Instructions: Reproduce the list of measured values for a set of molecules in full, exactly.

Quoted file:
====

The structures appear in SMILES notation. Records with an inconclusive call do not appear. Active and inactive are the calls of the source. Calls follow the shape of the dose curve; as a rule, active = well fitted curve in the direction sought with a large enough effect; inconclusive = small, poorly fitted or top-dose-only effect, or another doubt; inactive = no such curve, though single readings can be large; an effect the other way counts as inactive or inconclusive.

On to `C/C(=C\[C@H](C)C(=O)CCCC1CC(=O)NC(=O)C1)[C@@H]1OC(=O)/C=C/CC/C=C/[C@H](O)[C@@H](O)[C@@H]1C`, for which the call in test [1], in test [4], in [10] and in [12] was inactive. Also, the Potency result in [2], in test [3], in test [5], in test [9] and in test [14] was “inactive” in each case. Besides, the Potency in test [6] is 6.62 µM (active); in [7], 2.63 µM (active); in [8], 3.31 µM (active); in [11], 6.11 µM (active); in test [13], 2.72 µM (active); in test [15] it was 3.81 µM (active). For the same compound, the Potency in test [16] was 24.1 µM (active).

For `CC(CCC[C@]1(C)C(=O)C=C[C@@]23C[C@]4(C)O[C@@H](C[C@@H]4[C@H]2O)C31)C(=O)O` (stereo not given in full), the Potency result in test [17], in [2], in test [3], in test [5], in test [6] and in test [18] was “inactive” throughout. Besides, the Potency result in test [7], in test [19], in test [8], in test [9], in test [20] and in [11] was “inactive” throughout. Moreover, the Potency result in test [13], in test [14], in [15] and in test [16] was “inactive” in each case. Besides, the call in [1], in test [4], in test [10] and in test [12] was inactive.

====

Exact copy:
The structures appear in SMILES notation. Records with an inconclusive call do not appear. Active and inactive are the calls of the source. Calls follow the shape of the dose curve; as a rule, active = well fitted curve in the direction sought with a large enough effect; inconclusive = small, poorly fitted or top-dose-only effect, or another doubt; inactive = no such curve, though single readings can be large; an effect the other way counts as inactive or inconclusive.

On to `C/C(=C\[C@H](C)C(=O)CCCC1CC(=O)NC(=O)C1)[C@@H]1OC(=O)/C=C/CC/C=C/[C@H](O)[C@@H](O)[C@@H]1C`, for which the call in test [1], in test [4], in [10] and in [12] was inactive. Also, the Potency result in [2], in test [3], in test [5], in test [9] and in test [14] was “inactive” in each case. Besides, the Potency in test [6] is 6.62 µM (active); in [7], 2.63 µM (active); in [8], 3.31 µM (active); in [11], 6.11 µM (active); in test [13], 2.72 µM (active); in test [15] it was 3.81 µM (active). For the same compound, the Potency in test [16] was 24.1 µM (active).

For `CC(CCC[C@]1(C)C(=O)C=C[C@@]23C[C@]4(C)O[C@@H](C[C@@H]4[C@H]2O)C31)C(=O)O` (stereo not given in full), the Potency result in test [17], in [2], in test [3], in test [5], in test [6] and in test [18] was “inactive” throughout. Besides, the Potency result in test [7], in test [19], in test [8], in test [9], in test [20] and in [11] was “inactive” throughout. Moreover, the Potency result in test [13], in test [14], in [15] and in test [16] was “inactive” in each case. Besides, the call in [1], in test [4], in test [10] and in test [12] was inactive.